General description
  • Nephritis is a term used to describe damaged kidneys seen at the abattoir. 
  • Kidney damage may be active or old and localised or generalised; nephritis is a general term for kidney inflammation.
  • Prolonged damage causes kidneys to be shrunken, irregular and scarred. Recent damage causes swollen, discoloured or spotty kidneys (also referred to as ‘white spotted kidney’).  
  • Long-term, nephritis reduces growth rate/weight loss, and this can lead to sudden death or chronic ill-health and subsequent death (weeks to months).  
  • Kidneys are condemned at the abattoir depending on the extent and spread of damage.   
  • Kidney damage may follow infections or toxin exposure. Toxins may come from poisonous plants or chemical exposures icluding some drenches.
  • Infections can come from wounds or rumenitis or direct infections of the kidney (e.g. leptospirosis)
  • Toxins typically derive from poisonous plant exposure e.g. soursobs; or from chemical exposure (e.g. some antibiotics, fertilisers, heavy metals etc.). 
Clinical signs
  • Some animals may be mildly affected and show no signs of illness. 
  • Animals with chronic kidney damage may suffer from ill-thrift, pale gums, increased urination and sporadic deaths. 
  • Sheep can appear normal with 25% (or more) kidney function; disease is only seen when kidneys become severely degraded.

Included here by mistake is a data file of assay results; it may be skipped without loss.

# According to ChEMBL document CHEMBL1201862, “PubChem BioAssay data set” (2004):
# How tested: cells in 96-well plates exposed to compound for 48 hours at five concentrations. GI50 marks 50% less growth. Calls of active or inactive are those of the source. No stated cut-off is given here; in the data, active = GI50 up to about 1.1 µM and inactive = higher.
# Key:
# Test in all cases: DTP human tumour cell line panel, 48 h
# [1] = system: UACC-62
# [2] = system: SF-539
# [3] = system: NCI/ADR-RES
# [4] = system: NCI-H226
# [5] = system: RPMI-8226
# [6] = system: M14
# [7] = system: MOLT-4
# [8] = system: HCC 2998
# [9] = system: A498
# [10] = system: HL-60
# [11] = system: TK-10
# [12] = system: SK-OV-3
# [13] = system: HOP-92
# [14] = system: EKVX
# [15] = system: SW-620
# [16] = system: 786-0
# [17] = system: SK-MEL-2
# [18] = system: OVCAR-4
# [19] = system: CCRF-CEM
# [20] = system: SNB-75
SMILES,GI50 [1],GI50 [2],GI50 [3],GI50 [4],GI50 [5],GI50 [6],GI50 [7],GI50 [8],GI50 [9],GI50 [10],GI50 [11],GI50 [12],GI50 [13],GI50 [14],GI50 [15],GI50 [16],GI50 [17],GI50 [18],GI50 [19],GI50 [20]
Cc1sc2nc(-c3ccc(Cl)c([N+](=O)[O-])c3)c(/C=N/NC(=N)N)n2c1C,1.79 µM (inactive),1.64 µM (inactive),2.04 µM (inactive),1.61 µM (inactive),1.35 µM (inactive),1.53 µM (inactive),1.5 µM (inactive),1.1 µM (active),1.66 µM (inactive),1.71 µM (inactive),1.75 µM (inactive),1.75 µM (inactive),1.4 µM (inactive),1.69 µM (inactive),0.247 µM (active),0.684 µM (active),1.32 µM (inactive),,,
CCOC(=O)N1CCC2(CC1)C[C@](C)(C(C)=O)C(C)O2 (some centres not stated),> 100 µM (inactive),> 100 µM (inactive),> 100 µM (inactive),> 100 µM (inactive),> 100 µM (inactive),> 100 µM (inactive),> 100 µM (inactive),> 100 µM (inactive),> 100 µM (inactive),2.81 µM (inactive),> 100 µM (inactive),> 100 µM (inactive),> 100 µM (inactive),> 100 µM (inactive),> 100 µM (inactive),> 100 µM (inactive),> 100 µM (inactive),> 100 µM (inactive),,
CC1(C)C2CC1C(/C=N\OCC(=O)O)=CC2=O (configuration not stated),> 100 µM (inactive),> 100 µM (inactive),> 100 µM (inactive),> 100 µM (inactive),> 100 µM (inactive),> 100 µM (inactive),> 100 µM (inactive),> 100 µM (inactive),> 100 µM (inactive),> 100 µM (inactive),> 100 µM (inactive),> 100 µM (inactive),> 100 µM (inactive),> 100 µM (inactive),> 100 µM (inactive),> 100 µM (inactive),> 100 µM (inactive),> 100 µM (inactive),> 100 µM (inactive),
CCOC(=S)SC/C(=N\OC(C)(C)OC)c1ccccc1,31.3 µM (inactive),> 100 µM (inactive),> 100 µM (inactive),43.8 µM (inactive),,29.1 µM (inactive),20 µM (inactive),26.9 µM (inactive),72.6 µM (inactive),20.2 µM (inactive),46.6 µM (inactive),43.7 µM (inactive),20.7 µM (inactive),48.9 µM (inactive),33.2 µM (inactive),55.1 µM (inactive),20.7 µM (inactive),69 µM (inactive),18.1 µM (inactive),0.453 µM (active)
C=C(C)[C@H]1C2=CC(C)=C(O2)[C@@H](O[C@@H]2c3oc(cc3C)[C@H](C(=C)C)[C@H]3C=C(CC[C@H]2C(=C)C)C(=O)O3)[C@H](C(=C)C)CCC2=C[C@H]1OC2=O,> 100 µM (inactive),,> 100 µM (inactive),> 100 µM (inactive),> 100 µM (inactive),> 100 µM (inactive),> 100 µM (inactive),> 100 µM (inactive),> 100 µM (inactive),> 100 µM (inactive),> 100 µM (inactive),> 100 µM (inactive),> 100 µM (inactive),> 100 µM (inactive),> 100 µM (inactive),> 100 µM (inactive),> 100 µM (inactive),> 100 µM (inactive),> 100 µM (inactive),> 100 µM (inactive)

• Significant damage leads to decreased production, growth and/or death. Affected animals are often unresponsive to treatment.
  • Finding the cause of the nephritis is the first step. This may require investigation by a veterinarian.  
  • Will vary depending on the cause and if it is sudden or chronic.  
  • Stock should immediately but slowly, be moved from known toxic areas.  
  • Use sharp and clean marking equipment disinfected regularly, with a chlorhexidine-based disinfectant e.g. Hibitane.  
  • Avoid wet conditions, overcrowding, prolonged holding and unnecessary separation of lambs and ewes. 
  • Choose a balanced ration introduced over 2 or more weeks.   
  • Prevent weeds by quarantining new sheep for 7 days and using weed deterrents and provide adequate hay in weedy paddocks.  
  • Measure drench and antibiotic dosage rates accurately and use faecal egg counts to determine if drenching is required. 
  • Consider vaccination against leptospirosis.
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